Give a Hoot, Don’t Pollute

NYC Parks seeing trash overflow seek solutions

Image shared by Friends of Transmitter Park Facebook page documenting the trash overflow on March 18.

We’ve seen this equation before: Nicer weather + Parks = More picnicking people = More Trash = More Pizza Rats.  COVID-19 enters the equation as those playing it safe at home are utilizing the parks more. Basic laws of physics prove there is only so much trash a trashcan can hold. There are those who think disposing of their trash next to a full receptacle is perfectly fine. It’s only fine if the goal is to increase the rat and roach populations. 

NYC Parks and friend organizations of local parks are requesting park lovers to show their parks some love in return.  “In these difficult times, New York City’s parks are being used more than ever before.  They’re our gathering spaces, our gyms and playgrounds, and our places to relax and reconnect with nature safely. Unfortunately, more park users can mean more litter, and we’re counting on you to help pitch in and remind everyone to show your park some love!” informs a NYC Parks webpage on how to stop litter.  

A simple solution to the garbage overflow problem is to take your trash with you.  Most who have visited a National Park are familiar with “pack it in, pack it out” as a way to safeguard nature by leaving no trace.  NYC parks would benefit from this rule, but the rats, roaches, and flies wouldn’t.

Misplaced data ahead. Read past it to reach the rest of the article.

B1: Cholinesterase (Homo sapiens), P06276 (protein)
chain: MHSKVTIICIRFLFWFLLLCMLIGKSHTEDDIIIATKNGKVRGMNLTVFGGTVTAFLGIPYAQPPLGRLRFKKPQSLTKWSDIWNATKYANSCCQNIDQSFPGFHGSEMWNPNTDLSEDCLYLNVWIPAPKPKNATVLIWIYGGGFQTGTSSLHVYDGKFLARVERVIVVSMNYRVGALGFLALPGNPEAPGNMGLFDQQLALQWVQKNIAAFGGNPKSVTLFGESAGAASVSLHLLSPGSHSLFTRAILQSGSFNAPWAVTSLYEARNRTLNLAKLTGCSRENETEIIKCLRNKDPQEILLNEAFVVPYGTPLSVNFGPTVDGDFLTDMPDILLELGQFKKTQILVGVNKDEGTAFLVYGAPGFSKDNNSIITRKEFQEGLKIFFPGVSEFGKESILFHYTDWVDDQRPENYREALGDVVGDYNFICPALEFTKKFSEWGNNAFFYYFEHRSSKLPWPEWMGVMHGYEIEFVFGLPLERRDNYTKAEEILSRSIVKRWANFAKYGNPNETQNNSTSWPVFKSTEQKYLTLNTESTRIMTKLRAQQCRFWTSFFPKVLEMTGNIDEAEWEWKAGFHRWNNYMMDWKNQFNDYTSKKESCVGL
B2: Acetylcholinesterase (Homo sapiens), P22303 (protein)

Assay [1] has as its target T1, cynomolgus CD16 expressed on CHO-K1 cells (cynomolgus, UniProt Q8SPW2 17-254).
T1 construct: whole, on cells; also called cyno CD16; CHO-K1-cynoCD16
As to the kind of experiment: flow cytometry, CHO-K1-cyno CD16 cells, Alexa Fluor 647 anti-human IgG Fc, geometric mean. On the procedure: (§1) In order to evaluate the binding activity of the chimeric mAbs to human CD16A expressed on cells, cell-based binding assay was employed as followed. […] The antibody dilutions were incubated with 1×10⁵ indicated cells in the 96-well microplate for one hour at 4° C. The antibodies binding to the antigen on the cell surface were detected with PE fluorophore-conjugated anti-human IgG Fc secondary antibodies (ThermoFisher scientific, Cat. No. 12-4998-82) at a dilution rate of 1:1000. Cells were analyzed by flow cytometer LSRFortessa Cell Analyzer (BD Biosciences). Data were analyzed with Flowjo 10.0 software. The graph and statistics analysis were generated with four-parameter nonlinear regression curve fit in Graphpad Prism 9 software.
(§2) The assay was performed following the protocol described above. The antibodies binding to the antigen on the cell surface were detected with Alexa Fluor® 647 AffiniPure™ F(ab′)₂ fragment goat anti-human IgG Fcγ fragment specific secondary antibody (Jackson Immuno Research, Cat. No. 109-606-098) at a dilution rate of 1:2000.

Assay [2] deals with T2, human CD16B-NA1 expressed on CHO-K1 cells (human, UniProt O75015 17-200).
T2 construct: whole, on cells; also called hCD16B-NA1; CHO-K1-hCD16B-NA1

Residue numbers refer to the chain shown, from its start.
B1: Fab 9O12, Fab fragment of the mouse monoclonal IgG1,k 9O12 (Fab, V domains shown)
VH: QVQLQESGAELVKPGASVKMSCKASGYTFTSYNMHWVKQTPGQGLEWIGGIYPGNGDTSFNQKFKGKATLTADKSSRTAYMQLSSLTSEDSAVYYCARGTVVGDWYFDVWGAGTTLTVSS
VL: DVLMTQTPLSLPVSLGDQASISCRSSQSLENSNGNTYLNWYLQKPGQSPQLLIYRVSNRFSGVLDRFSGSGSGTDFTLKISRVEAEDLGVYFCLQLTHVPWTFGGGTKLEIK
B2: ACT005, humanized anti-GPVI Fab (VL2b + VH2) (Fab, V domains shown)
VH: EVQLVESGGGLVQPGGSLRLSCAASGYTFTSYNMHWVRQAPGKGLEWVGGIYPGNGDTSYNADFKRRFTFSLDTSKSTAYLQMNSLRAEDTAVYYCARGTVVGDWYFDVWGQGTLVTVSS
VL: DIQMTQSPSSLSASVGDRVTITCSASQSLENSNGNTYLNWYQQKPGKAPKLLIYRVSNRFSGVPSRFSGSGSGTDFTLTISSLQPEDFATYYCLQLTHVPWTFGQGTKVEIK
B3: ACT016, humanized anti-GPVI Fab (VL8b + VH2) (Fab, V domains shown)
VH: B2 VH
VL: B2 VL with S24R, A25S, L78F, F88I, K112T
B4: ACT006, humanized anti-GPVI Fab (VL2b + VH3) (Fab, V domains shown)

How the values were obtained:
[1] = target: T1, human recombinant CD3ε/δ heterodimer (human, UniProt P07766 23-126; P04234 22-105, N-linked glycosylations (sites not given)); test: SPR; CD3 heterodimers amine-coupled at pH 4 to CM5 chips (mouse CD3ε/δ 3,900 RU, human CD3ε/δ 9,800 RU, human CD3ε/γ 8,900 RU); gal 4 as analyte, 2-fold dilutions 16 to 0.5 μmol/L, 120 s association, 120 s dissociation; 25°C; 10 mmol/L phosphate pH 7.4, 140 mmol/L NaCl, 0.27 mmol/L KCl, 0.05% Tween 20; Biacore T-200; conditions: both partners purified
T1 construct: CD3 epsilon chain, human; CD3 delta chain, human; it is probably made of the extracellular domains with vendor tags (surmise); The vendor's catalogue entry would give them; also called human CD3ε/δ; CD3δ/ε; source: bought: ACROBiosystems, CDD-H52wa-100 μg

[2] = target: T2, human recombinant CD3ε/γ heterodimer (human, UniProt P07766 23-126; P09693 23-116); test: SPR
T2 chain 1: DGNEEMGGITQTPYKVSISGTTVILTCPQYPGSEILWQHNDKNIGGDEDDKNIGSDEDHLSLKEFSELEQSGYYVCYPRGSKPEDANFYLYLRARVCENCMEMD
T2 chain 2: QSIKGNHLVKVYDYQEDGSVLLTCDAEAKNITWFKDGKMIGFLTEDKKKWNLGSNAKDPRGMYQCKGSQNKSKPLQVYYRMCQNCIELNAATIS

In future this issue can be addressed with larger capacity containers that have lids to keep the vermin out and smell in. However the problem is here and now and the best here and now solution is to take your trash with you.

And what’s with the poop on the street?

Many in the community have noticed a rise in dog poop on sidewalks since COVID-19 entered the scene. Theories to the cause lean toward dog owners being afraid to touch a public garbage can, newbie pup owners not understanding “curb your dog” protocol, etc. Yes, I think there could have been a clearer phrase than “curb your dog”. In a casual survey, I did notice more dog poop on sidewalks that didn’t have a public garbage can. In any event, the same solution as the above applies here too: good neighbors properly dispose of their dog’s poop, even if that means carrying it home.

Not only are you protecting the bottom of a neighbor’s shoes from getting spoiled, according to the United States Environmental Protection Agency you are keeping New York’s waterways cleaner. And NO it is not fertilizer. Don’t let your dog do its business in a tree bed.

Author: Lori Ann Doyon

Managing editor, head writer, and lead photographer of Greenline | North Brooklyn News since October 2014. Resident of Williamsburg, Brooklyn since 1990.

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